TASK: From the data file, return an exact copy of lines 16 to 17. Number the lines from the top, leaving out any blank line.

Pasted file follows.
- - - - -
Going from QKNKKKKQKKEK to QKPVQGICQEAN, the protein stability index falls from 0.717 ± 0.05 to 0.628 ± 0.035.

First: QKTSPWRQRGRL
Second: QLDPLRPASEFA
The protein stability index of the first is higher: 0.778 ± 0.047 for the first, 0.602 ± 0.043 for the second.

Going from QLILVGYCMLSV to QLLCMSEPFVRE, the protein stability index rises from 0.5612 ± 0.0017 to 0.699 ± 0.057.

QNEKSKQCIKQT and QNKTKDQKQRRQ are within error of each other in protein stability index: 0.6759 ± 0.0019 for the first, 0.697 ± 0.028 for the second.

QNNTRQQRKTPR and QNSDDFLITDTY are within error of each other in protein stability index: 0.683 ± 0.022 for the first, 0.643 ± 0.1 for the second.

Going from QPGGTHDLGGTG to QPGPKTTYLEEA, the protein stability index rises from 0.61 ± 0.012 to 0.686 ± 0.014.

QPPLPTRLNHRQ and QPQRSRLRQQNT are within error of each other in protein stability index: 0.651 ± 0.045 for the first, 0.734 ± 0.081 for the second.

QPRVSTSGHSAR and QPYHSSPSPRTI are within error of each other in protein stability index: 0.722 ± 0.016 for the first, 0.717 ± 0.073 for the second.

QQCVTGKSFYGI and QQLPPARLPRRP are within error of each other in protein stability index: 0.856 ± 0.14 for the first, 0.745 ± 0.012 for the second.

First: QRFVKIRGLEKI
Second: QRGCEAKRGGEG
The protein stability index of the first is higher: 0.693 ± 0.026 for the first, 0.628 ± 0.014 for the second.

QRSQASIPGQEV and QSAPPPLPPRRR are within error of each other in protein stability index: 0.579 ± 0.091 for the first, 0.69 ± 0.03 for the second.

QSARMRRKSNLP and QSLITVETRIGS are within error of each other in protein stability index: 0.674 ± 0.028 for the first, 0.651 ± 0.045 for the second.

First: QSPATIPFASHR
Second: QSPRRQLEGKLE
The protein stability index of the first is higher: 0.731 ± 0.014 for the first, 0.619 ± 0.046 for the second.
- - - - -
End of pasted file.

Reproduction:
QSARMRRKSNLP and QSLITVETRIGS are within error of each other in protein stability index: 0.674 ± 0.028 for the first, 0.651 ± 0.045 for the second.

First: QSPATIPFASHR